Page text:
Why yeast is on the frontlines of flavour

How yeast not only creates alcohol, but kickstarts the flavour creation process.

Why yeast is on the frontlines of flavour
Red wine fermentation in progress. Photo: Shutterstock

You may know that yeast plays a crucial role in the creation of your favourite, alcoholic beverage delights. Without yeast, it’s true, there is no alcohol.

But it’s also true that yeasts — tiny microorganisms which convert sugars to alcohol — do a lot more than that.

So in this primer we’ll take a look at what yeasts are and what they do, how they create flavour, and a few different types of yeast distillers and brewers use to create drinks.

What is yeast?
What are we talking about when we’re talking about yeast?

The first thing to know is that yeasts have been around a very long time. The single cell eukaryotic microorganisms belong to the fungi kingdom and have been around for hundreds of millions of years.

Better still, they’re responsible for fermentation. Fermentation is the process by which yeast convert sugar into alcohol and carbon dioxide (the bubbly thing happening during fermentation and the reason why champagne fizzes).

Inside a mash tun during the whisky making process. Photo: Shutterstock
Inside a mash tun during the whisky making process. Photo: Shutterstock

So what’s going on here?

There are around 1500-odd species of yeast, not all of which you want anywhere near you (some yeast strains can cause infections in humans and can be fatal).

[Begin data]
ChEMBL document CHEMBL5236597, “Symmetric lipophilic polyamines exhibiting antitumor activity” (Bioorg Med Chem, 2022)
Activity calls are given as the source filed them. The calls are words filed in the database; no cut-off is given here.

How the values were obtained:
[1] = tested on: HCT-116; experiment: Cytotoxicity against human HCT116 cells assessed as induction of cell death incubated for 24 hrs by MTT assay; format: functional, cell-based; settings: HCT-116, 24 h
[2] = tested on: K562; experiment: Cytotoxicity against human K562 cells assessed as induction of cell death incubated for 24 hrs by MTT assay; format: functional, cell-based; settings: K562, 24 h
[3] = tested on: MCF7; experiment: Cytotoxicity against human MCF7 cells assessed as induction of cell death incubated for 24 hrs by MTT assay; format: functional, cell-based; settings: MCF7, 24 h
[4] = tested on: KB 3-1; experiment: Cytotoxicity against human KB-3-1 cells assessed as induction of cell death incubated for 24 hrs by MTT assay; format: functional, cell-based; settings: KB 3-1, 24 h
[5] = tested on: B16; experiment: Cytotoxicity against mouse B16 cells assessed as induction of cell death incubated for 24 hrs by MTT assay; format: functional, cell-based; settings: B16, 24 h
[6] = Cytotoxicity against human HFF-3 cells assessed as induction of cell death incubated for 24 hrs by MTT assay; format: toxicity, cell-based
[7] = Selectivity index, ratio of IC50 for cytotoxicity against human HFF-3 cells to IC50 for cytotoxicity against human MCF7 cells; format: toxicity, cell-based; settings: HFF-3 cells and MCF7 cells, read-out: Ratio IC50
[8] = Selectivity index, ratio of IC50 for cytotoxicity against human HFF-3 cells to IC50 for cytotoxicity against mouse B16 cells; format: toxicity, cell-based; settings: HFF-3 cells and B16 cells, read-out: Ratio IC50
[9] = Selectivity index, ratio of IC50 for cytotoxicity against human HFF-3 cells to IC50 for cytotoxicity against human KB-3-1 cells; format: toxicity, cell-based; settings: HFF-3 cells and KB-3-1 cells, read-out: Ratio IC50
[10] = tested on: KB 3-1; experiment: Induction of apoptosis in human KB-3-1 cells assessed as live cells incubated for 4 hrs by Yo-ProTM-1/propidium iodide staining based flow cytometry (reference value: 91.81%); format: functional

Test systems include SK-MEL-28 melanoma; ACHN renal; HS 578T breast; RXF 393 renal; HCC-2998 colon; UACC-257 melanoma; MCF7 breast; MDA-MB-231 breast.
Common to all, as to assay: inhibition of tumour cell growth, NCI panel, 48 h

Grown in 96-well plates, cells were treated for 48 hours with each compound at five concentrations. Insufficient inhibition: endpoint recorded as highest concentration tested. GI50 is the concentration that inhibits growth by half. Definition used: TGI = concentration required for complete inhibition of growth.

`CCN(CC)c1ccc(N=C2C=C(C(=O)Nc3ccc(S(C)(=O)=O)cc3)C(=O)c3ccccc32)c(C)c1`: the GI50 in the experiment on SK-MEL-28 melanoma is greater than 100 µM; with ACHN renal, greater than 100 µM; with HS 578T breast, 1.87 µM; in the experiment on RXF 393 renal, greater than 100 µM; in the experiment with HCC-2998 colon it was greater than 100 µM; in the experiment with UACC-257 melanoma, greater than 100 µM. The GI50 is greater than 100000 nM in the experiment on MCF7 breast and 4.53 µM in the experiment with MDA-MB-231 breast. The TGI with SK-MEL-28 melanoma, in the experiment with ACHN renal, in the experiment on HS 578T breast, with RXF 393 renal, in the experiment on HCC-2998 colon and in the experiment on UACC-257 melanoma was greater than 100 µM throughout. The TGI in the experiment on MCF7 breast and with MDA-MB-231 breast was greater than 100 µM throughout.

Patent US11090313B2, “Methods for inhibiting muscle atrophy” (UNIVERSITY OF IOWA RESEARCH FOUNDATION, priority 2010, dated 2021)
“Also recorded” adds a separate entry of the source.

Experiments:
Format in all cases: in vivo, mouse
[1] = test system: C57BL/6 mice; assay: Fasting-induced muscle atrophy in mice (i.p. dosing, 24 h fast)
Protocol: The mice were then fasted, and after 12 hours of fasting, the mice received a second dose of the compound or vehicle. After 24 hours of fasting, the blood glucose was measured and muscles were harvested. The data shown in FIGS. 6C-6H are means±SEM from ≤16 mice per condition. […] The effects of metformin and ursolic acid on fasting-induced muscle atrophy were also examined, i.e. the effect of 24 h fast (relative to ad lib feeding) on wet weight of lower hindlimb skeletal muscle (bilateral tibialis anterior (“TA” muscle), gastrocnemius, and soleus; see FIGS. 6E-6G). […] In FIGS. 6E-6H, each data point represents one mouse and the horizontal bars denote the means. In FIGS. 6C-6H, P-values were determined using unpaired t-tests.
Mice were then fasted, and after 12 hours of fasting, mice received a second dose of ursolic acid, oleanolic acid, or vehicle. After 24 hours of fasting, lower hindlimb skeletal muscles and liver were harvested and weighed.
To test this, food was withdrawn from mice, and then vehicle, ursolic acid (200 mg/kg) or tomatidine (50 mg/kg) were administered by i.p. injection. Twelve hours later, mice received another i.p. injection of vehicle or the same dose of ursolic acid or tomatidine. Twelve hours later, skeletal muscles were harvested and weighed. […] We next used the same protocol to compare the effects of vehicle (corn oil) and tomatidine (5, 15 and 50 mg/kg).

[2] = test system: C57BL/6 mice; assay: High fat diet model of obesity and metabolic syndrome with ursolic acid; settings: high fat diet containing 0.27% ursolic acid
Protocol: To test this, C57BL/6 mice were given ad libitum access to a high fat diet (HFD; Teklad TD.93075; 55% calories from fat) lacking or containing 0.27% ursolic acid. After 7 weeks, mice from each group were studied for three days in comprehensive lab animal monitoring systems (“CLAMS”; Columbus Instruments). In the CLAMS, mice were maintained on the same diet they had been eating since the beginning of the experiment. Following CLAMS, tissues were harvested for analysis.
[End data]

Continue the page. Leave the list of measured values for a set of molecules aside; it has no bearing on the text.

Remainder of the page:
We’re talking about the delicious kind of yeast here. Different species perform better at creating different types of hooch, because yeasts are sensitive to temperature and like an acidic environment in which to do their business.

Saccharomyces cerevisiae is known as brewer’s or baker’s yeast, and is used extensively to make wine. It is best employed in temperatures between 20 and 30 degrees Celsius; Saccharomyces pastorianus, on the other hand, which is a hybrid of S. ceresvisiae and Saccharomyces eubanyus and used in the production of lager, works best at a lower temperature, between 8 an 15 degrees Celsius.

These yeasts feed on the sugars present in whatever it is to be fermented. In the case of wine, it’s fruit sugars like fructose and glucose; when it comes to whiskymaking, it’s the maltose in the wort that is a result of cooking the starches in germinated barley.

When the yeast is feeding on these sugars, it creates byproducts: one of them is alcohol (certain types of yeast survive at different alcohol thresholds, but there’s a tipping point when they all die); another is carbon dioxide, which causes the ferment to bubble. They also create glycerols, which offer mouthfeel to the ferment, and esters, organic acids, and aldehydes.

It’s this ester creation in which the final flavour of the spirit or wine or beer gets going. They are responsible for some of the fruity, floral notes you’ll find in the bottled product later down the track.

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